The key feature of transition leave is the reduction of the employee's pay to reflect the shorter work week. According to Article 2 of the collective agreement,
"weekly rate of pay" means an employee's annual rate of pay divided by 52.176 ("taux de rémunération hebdomadaire");
"hourly rate of pay" means a full-time employee's weekly rate of pay divided by thirty-seven and one-half (37 1/2) ("taux de rémunération horaire");
"daily rate of pay" means an employee's weekly rate of pay divided by five (5) ("taux de rémunération journalier");
At page 108 of the French version of the collective agreement, there is reference to an "annual rate of pay" followed by the pay scales.
 It is true that the explanatory notes and explanatory letters contain references to pay and reduced pay. However, what the adjudicator must interpret is the collective agreement, the letter of understanding and the policies that are binding on the parties. The Pre-retirement Transition Leave Policy, however,speaks of reduced pay and there is no clarification in respect of the premiums or other benefits received by the employee except the statement that pension and benefits will stay at pre-arrangement levels.
 It is true that the terminable allowance is derived from an annualized amount paid biweekly. Because of the annualized amount reference, the employer could claim that this is a split amount payable with the payment of the biweekly pay. One may ask whether the allowance would be paid if the employee is not paid because of his absence. This question differs from the issue in the case at bar since, in this case, the employee is present during each pay period.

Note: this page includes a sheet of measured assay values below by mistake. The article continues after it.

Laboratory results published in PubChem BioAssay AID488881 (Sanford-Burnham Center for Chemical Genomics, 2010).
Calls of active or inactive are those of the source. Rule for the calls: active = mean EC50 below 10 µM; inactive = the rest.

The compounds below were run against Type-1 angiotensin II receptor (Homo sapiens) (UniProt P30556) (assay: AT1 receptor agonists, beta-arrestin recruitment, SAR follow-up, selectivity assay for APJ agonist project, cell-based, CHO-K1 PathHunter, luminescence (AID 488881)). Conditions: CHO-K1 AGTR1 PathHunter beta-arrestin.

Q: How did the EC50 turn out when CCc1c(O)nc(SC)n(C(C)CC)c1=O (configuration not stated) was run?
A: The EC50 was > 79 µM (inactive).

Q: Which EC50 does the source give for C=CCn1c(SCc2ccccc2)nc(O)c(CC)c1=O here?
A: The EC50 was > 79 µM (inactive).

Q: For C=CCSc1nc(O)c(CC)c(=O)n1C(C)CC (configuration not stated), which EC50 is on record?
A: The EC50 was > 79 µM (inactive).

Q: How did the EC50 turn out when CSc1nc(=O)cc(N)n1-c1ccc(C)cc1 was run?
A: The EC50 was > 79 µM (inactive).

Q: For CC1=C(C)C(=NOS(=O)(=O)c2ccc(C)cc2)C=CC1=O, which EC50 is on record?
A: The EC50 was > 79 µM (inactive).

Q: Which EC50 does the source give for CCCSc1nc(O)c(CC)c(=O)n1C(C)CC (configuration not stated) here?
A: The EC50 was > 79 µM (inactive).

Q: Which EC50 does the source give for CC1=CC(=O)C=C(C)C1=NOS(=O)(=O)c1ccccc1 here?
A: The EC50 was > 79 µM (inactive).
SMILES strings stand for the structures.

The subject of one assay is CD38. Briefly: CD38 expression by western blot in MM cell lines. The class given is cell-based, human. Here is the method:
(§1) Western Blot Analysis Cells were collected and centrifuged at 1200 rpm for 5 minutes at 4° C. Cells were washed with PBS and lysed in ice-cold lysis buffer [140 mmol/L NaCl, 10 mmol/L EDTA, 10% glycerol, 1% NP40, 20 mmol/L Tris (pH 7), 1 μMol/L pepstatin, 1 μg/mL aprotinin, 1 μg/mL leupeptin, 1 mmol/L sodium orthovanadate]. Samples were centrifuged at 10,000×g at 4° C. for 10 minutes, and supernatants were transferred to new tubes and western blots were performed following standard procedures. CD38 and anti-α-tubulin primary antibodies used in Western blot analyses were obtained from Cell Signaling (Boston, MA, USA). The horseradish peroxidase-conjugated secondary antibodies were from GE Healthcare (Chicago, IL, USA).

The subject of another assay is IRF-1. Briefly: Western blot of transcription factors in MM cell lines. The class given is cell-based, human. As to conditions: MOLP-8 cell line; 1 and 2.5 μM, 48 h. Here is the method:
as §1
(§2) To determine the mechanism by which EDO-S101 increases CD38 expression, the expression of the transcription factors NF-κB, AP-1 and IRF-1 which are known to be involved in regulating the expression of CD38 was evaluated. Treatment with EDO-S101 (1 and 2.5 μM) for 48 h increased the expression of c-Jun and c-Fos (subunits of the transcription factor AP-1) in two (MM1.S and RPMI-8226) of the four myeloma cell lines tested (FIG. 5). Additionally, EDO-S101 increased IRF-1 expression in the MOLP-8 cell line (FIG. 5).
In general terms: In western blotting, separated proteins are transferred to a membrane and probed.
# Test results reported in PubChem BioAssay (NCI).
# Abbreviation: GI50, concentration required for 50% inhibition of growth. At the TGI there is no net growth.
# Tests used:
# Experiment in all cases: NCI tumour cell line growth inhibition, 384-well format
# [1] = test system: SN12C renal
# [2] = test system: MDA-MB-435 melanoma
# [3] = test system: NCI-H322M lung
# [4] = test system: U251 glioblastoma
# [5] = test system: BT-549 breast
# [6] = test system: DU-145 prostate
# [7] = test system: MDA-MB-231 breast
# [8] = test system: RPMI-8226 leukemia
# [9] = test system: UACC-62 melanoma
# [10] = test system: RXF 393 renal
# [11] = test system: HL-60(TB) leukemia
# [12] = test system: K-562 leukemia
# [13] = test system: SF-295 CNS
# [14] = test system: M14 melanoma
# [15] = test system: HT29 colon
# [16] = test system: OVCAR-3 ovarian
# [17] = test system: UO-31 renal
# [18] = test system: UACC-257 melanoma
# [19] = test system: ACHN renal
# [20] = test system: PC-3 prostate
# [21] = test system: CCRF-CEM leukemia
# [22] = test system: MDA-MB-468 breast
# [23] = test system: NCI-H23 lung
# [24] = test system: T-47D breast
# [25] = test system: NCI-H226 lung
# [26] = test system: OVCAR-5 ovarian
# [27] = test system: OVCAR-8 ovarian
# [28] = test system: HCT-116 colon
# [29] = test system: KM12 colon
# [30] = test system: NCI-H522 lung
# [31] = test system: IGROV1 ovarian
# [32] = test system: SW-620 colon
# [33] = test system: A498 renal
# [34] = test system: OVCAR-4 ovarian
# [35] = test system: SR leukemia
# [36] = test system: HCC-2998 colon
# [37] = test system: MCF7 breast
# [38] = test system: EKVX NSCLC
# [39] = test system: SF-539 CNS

Article 40 of the collective agreement concerns the working conditions of part-time employees. It may be noted in clause 40.06 that:
Designated Holidays 40.06 A part-time employee shall not be paid for the designated holidays but shall instead be paid a premium of four point two five (4.25) per cent for all straight-time hours worked during the period of part-time employment.
 In the letter of April 10, 2001, that was sent to Mr. Boudreau, the employer stressed, under the heading "holidays":
A full-time employee retains the right to be paid for holidays where the employee is not on leave without pay on the working day preceding and on the working day following the statutory holiday.
Accordingly, it is apparent that an employee on pre-retirement transition leave is still a full-time employee on leave without pay for a portion of his work schedule.
 There is nothing from which it may be concluded that Mr. Boudreau's full-time employment status is altered by the fact that he benefits from the Pre-retirement Transition Leave Policy, and it is clearly stated that the reduction relates to pay.
 Considering that the collective agreement defines pay as the annual rate of pay, which is equivalent to the annual salary and salary scales, the employer may not reduce the terminable allowance, an allowance that it has defined, incidentally, as not forming part of the employee's salary.
 For the reasons set out above, I allow the grievance.
OTTAWA, September 5, 2002